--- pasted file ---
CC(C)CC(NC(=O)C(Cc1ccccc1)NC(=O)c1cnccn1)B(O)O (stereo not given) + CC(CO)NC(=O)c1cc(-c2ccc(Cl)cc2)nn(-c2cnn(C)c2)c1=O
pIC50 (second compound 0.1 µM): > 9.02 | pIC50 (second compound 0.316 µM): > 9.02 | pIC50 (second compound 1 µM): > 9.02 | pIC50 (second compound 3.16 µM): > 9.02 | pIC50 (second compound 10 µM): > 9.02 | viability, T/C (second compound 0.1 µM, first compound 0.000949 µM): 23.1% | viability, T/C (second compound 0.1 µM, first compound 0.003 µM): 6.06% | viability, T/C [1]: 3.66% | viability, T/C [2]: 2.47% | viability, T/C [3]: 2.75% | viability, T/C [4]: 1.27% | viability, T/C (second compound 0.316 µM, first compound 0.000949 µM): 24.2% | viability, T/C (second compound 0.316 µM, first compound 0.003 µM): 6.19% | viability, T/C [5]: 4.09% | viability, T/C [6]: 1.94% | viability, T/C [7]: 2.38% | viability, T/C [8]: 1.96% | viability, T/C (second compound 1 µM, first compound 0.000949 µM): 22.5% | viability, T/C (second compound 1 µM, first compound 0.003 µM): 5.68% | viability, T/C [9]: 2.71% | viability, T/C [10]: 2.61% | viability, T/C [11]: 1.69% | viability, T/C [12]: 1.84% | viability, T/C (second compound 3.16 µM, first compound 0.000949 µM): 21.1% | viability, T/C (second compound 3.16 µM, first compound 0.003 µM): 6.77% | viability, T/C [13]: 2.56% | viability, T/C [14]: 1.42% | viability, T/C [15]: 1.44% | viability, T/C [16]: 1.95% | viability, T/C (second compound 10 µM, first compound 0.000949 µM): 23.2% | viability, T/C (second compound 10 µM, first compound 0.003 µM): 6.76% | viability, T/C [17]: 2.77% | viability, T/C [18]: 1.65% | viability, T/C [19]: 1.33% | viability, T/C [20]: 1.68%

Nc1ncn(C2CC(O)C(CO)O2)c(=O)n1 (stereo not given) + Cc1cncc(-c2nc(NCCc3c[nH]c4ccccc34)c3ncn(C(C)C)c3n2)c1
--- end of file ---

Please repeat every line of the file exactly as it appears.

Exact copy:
CC(C)CC(NC(=O)C(Cc1ccccc1)NC(=O)c1cnccn1)B(O)O (stereo not given) + CC(CO)NC(=O)c1cc(-c2ccc(Cl)cc2)nn(-c2cnn(C)c2)c1=O
pIC50 (second compound 0.1 µM): > 9.02 | pIC50 (second compound 0.316 µM): > 9.02 | pIC50 (second compound 1 µM): > 9.02 | pIC50 (second compound 3.16 µM): > 9.02 | pIC50 (second compound 10 µM): > 9.02 | viability, T/C (second compound 0.1 µM, first compound 0.000949 µM): 23.1% | viability, T/C (second compound 0.1 µM, first compound 0.003 µM): 6.06% | viability, T/C [1]: 3.66% | viability, T/C [2]: 2.47% | viability, T/C [3]: 2.75% | viability, T/C [4]: 1.27% | viability, T/C (second compound 0.316 µM, first compound 0.000949 µM): 24.2% | viability, T/C (second compound 0.316 µM, first compound 0.003 µM): 6.19% | viability, T/C [5]: 4.09% | viability, T/C [6]: 1.94% | viability, T/C [7]: 2.38% | viability, T/C [8]: 1.96% | viability, T/C (second compound 1 µM, first compound 0.000949 µM): 22.5% | viability, T/C (second compound 1 µM, first compound 0.003 µM): 5.68% | viability, T/C [9]: 2.71% | viability, T/C [10]: 2.61% | viability, T/C [11]: 1.69% | viability, T/C [12]: 1.84% | viability, T/C (second compound 3.16 µM, first compound 0.000949 µM): 21.1% | viability, T/C (second compound 3.16 µM, first compound 0.003 µM): 6.77% | viability, T/C [13]: 2.56% | viability, T/C [14]: 1.42% | viability, T/C [15]: 1.44% | viability, T/C [16]: 1.95% | viability, T/C (second compound 10 µM, first compound 0.000949 µM): 23.2% | viability, T/C (second compound 10 µM, first compound 0.003 µM): 6.76% | viability, T/C [17]: 2.77% | viability, T/C [18]: 1.65% | viability, T/C [19]: 1.33% | viability, T/C [20]: 1.68%

Nc1ncn(C2CC(O)C(CO)O2)c(=O)n1 (stereo not given) + Cc1cncc(-c2nc(NCCc3c[nH]c4ccccc34)c3ncn(C(C)C)c3n2)c1